Open Access

Trends in the knowledge, attitudes and practices of travel risk groups towards prevention of malaria: results from the Dutch Schiphol Airport Survey 2002 to 2009

  • Perry JJ van Genderen1, 2Email author,
  • Pieter PAM van Thiel3,
  • Paul GH Mulder4 and
  • David Overbosch1, 2
Malaria Journal201211:179

https://doi.org/10.1186/1475-2875-11-179

Received: 23 January 2012

Accepted: 29 May 2012

Published: 29 May 2012

Abstract

Background

Previous studies investigating the travellers’ knowledge, attitudes and practices (KAP) profile indicated an important educational need among those travelling to risk destinations. Initiatives to improve such education should target all groups of travellers, including business travellers, those visiting friends and relatives (VFRs), and elderly travellers.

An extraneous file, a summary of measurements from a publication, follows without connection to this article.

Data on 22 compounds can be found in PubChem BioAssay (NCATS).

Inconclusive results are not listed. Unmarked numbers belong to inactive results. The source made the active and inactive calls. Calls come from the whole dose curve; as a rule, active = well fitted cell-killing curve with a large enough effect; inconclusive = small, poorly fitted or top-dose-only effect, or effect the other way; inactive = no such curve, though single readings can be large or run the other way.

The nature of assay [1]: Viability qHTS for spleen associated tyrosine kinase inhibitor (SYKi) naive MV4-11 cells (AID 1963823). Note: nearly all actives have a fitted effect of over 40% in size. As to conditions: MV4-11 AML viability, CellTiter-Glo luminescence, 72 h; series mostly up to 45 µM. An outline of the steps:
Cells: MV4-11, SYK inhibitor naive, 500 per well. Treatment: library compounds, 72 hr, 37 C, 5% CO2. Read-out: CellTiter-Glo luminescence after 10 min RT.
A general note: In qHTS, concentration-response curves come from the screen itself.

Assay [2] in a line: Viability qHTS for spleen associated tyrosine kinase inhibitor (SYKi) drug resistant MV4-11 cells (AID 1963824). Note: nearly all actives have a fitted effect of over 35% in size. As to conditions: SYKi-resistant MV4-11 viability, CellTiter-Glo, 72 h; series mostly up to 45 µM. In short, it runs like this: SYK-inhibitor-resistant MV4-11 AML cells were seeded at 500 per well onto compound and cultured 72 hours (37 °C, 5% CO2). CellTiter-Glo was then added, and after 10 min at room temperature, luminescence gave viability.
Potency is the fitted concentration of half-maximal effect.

Methods

In the years 2002 to 2009, a questionnaire-based survey was conducted at the Dutch Schiphol Airport with the aim to study trends in KAP of travel risk groups towards prevention of malaria. The risk groups last-minute travellers, solo-travellers, business travellers, VFRs and elderly travellers were specifically studied.

Results